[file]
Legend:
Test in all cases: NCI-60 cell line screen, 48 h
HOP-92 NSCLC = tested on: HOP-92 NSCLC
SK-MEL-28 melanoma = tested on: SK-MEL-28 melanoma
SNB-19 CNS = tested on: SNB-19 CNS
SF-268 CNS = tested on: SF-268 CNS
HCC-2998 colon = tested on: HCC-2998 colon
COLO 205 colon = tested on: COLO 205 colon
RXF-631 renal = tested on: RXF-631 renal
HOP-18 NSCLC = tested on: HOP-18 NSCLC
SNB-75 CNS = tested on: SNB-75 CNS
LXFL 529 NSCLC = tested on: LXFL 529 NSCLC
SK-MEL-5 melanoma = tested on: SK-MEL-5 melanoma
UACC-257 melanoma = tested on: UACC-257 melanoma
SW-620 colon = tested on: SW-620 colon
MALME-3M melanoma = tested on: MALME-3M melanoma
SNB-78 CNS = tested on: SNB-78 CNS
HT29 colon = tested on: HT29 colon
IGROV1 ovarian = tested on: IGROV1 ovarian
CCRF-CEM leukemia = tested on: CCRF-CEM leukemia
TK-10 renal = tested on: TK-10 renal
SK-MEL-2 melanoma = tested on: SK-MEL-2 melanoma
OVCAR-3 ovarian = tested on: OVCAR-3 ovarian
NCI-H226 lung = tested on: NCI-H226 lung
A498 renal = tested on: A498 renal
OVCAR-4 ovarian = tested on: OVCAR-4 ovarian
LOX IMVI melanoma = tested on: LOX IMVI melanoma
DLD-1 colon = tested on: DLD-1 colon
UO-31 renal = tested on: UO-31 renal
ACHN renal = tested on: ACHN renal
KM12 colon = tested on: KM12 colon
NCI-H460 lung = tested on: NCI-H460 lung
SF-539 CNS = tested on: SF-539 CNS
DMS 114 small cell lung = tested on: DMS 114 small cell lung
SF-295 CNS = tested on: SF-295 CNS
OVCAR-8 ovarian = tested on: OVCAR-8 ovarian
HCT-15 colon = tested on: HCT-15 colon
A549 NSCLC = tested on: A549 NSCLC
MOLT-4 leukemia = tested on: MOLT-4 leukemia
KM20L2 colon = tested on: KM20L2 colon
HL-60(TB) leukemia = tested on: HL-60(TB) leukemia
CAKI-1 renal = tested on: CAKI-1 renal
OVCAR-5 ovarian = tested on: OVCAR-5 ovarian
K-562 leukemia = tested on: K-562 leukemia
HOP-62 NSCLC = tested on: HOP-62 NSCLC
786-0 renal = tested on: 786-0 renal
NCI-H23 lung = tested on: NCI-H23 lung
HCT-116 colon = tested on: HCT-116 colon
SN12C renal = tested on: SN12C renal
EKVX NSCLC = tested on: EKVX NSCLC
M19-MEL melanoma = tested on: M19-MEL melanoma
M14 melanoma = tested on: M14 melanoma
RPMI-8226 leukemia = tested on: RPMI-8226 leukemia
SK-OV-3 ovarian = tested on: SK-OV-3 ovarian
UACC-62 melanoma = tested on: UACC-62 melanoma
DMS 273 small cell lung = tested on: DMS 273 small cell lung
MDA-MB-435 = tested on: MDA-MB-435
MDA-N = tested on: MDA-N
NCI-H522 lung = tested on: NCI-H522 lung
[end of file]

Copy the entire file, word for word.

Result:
Legend:
Test in all cases: NCI-60 cell line screen, 48 h
HOP-92 NSCLC = tested on: HOP-92 NSCLC
SK-MEL-28 melanoma = tested on: SK-MEL-28 melanoma
SNB-19 CNS = tested on: SNB-19 CNS
SF-268 CNS = tested on: SF-268 CNS
HCC-2998 colon = tested on: HCC-2998 colon
COLO 205 colon = tested on: COLO 205 colon
RXF-631 renal = tested on: RXF-631 renal
HOP-18 NSCLC = tested on: HOP-18 NSCLC
SNB-75 CNS = tested on: SNB-75 CNS
LXFL 529 NSCLC = tested on: LXFL 529 NSCLC
SK-MEL-5 melanoma = tested on: SK-MEL-5 melanoma
UACC-257 melanoma = tested on: UACC-257 melanoma
SW-620 colon = tested on: SW-620 colon
MALME-3M melanoma = tested on: MALME-3M melanoma
SNB-78 CNS = tested on: SNB-78 CNS
HT29 colon = tested on: HT29 colon
IGROV1 ovarian = tested on: IGROV1 ovarian
CCRF-CEM leukemia = tested on: CCRF-CEM leukemia
TK-10 renal = tested on: TK-10 renal
SK-MEL-2 melanoma = tested on: SK-MEL-2 melanoma
OVCAR-3 ovarian = tested on: OVCAR-3 ovarian
NCI-H226 lung = tested on: NCI-H226 lung
A498 renal = tested on: A498 renal
OVCAR-4 ovarian = tested on: OVCAR-4 ovarian
LOX IMVI melanoma = tested on: LOX IMVI melanoma
DLD-1 colon = tested on: DLD-1 colon
UO-31 renal = tested on: UO-31 renal
ACHN renal = tested on: ACHN renal
KM12 colon = tested on: KM12 colon
NCI-H460 lung = tested on: NCI-H460 lung
SF-539 CNS = tested on: SF-539 CNS
DMS 114 small cell lung = tested on: DMS 114 small cell lung
SF-295 CNS = tested on: SF-295 CNS
OVCAR-8 ovarian = tested on: OVCAR-8 ovarian
HCT-15 colon = tested on: HCT-15 colon
A549 NSCLC = tested on: A549 NSCLC
MOLT-4 leukemia = tested on: MOLT-4 leukemia
KM20L2 colon = tested on: KM20L2 colon
HL-60(TB) leukemia = tested on: HL-60(TB) leukemia
CAKI-1 renal = tested on: CAKI-1 renal
OVCAR-5 ovarian = tested on: OVCAR-5 ovarian
K-562 leukemia = tested on: K-562 leukemia
HOP-62 NSCLC = tested on: HOP-62 NSCLC
786-0 renal = tested on: 786-0 renal
NCI-H23 lung = tested on: NCI-H23 lung
HCT-116 colon = tested on: HCT-116 colon
SN12C renal = tested on: SN12C renal
EKVX NSCLC = tested on: EKVX NSCLC
M19-MEL melanoma = tested on: M19-MEL melanoma
M14 melanoma = tested on: M14 melanoma
RPMI-8226 leukemia = tested on: RPMI-8226 leukemia
SK-OV-3 ovarian = tested on: SK-OV-3 ovarian
UACC-62 melanoma = tested on: UACC-62 melanoma
DMS 273 small cell lung = tested on: DMS 273 small cell lung
MDA-MB-435 = tested on: MDA-MB-435
MDA-N = tested on: MDA-N
NCI-H522 lung = tested on: NCI-H522 lung